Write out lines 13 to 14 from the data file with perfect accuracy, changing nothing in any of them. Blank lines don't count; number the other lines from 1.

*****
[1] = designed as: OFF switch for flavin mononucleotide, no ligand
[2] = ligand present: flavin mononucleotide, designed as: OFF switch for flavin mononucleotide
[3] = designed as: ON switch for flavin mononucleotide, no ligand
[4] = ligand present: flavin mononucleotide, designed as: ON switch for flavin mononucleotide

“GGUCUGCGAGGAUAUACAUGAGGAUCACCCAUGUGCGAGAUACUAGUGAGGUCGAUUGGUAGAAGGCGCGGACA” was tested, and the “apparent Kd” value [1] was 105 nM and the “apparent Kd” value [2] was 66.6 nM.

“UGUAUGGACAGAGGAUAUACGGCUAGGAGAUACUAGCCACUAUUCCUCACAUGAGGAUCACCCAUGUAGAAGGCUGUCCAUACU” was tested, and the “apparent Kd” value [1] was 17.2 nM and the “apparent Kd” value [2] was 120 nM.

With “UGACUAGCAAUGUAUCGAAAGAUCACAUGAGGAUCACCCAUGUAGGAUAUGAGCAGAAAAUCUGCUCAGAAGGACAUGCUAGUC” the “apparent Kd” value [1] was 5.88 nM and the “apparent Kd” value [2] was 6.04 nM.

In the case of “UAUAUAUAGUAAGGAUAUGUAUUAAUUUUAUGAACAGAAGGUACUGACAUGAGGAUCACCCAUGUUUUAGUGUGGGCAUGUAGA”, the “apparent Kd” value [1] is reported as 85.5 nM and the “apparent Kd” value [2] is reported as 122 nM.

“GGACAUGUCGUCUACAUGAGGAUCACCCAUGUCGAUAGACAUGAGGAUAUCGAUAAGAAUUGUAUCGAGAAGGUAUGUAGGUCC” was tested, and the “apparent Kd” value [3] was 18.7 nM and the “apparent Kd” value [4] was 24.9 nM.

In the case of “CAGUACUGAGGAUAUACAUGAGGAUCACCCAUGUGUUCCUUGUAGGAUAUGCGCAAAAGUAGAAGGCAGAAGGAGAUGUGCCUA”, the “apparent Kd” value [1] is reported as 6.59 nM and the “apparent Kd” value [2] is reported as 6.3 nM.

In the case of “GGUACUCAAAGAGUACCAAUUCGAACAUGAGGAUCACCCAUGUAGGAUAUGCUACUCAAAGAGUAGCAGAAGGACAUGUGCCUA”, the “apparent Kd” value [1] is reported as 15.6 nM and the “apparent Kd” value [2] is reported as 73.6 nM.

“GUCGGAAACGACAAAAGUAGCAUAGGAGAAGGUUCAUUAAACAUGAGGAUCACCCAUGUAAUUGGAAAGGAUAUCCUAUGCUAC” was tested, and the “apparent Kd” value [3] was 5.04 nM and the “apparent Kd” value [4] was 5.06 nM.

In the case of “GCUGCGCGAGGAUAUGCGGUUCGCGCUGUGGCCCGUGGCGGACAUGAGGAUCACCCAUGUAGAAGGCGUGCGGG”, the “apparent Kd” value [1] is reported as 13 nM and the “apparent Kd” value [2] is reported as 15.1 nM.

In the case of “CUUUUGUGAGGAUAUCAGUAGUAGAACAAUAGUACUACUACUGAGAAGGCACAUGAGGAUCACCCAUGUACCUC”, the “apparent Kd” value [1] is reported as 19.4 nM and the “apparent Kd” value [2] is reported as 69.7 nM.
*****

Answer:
In the case of “GCUGCGCGAGGAUAUGCGGUUCGCGCUGUGGCCCGUGGCGGACAUGAGGAUCACCCAUGUAGAAGGCGUGCGGG”, the “apparent Kd” value [1] is reported as 13 nM and the “apparent Kd” value [2] is reported as 15.1 nM.

In the case of “CUUUUGUGAGGAUAUCAGUAGUAGAACAAUAGUACUACUACUGAGAAGGCACAUGAGGAUCACCCAUGUACCUC”, the “apparent Kd” value [1] is reported as 19.4 nM and the “apparent Kd” value [2] is reported as 69.7 nM.